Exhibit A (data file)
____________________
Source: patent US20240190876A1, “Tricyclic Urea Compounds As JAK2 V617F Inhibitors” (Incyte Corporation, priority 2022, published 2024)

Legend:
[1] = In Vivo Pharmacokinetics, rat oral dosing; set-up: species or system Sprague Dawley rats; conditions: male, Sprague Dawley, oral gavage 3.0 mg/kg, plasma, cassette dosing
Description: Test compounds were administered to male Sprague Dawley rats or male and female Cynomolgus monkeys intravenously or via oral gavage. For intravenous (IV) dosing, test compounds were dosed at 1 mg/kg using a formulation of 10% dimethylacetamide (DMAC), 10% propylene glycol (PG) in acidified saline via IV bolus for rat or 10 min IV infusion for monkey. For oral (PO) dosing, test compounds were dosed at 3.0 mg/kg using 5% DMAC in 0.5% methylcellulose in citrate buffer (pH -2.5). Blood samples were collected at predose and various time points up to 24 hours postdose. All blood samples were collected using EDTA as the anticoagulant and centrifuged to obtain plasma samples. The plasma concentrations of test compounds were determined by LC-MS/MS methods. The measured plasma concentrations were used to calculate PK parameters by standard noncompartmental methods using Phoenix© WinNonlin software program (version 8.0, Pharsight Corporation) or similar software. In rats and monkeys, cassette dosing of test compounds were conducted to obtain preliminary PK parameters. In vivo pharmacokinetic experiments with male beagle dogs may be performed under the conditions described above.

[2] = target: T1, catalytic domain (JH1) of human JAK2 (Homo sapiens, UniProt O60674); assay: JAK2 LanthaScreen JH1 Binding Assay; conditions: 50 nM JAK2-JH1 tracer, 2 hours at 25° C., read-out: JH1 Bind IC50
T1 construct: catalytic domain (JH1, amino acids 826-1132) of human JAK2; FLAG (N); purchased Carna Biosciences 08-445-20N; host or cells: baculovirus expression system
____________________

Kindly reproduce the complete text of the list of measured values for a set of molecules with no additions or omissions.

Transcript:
Source: patent US20240190876A1, “Tricyclic Urea Compounds As JAK2 V617F Inhibitors” (Incyte Corporation, priority 2022, published 2024)

Legend:
[1] = In Vivo Pharmacokinetics, rat oral dosing; set-up: species or system Sprague Dawley rats; conditions: male, Sprague Dawley, oral gavage 3.0 mg/kg, plasma, cassette dosing
Description: Test compounds were administered to male Sprague Dawley rats or male and female Cynomolgus monkeys intravenously or via oral gavage. For intravenous (IV) dosing, test compounds were dosed at 1 mg/kg using a formulation of 10% dimethylacetamide (DMAC), 10% propylene glycol (PG) in acidified saline via IV bolus for rat or 10 min IV infusion for monkey. For oral (PO) dosing, test compounds were dosed at 3.0 mg/kg using 5% DMAC in 0.5% methylcellulose in citrate buffer (pH -2.5). Blood samples were collected at predose and various time points up to 24 hours postdose. All blood samples were collected using EDTA as the anticoagulant and centrifuged to obtain plasma samples. The plasma concentrations of test compounds were determined by LC-MS/MS methods. The measured plasma concentrations were used to calculate PK parameters by standard noncompartmental methods using Phoenix© WinNonlin software program (version 8.0, Pharsight Corporation) or similar software. In rats and monkeys, cassette dosing of test compounds were conducted to obtain preliminary PK parameters. In vivo pharmacokinetic experiments with male beagle dogs may be performed under the conditions described above.

[2] = target: T1, catalytic domain (JH1) of human JAK2 (Homo sapiens, UniProt O60674); assay: JAK2 LanthaScreen JH1 Binding Assay; conditions: 50 nM JAK2-JH1 tracer, 2 hours at 25° C., read-out: JH1 Bind IC50
T1 construct: catalytic domain (JH1, amino acids 826-1132) of human JAK2; FLAG (N); purchased Carna Biosciences 08-445-20N; host or cells: baculovirus expression system